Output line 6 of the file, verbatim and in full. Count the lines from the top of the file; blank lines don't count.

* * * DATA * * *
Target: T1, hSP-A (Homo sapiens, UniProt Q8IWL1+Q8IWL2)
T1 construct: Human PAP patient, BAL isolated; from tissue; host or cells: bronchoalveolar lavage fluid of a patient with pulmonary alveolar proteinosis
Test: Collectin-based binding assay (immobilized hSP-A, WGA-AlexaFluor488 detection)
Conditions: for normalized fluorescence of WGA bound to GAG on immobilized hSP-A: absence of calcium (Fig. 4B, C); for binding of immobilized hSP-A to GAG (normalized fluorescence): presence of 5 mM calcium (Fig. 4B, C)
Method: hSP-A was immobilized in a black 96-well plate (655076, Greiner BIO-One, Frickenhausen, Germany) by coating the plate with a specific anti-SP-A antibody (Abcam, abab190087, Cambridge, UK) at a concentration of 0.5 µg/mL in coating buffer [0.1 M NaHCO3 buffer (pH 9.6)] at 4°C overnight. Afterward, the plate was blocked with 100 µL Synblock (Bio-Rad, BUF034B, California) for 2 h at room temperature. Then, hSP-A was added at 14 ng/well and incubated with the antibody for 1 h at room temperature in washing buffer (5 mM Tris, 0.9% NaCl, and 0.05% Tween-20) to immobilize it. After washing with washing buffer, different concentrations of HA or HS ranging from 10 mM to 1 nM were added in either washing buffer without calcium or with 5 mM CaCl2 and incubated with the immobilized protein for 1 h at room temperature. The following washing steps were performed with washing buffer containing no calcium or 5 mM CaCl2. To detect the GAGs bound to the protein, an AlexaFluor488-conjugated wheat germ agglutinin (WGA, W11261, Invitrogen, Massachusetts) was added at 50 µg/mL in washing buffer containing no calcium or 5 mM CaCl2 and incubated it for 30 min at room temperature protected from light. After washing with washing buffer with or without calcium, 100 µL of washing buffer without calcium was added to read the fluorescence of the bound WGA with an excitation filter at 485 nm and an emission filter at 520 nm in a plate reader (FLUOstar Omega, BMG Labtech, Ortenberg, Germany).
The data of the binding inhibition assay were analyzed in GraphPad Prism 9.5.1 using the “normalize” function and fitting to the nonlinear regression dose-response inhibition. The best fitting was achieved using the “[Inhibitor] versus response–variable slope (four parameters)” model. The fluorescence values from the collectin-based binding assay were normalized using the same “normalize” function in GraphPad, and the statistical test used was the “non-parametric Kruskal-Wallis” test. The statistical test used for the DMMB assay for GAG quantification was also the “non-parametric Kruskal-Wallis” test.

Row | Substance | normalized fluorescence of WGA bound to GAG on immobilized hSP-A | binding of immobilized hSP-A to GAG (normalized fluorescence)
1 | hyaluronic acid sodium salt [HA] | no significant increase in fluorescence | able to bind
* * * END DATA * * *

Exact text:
The data of the binding inhibition assay were analyzed in GraphPad Prism 9.5.1 using the “normalize” function and fitting to the nonlinear regression dose-response inhibition. The best fitting was achieved using the “[Inhibitor] versus response–variable slope (four parameters)” model. The fluorescence values from the collectin-based binding assay were normalized using the same “normalize” function in GraphPad, and the statistical test used was the “non-parametric Kruskal-Wallis” test. The statistical test used for the DMMB assay for GAG quantification was also the “non-parametric Kruskal-Wallis” test.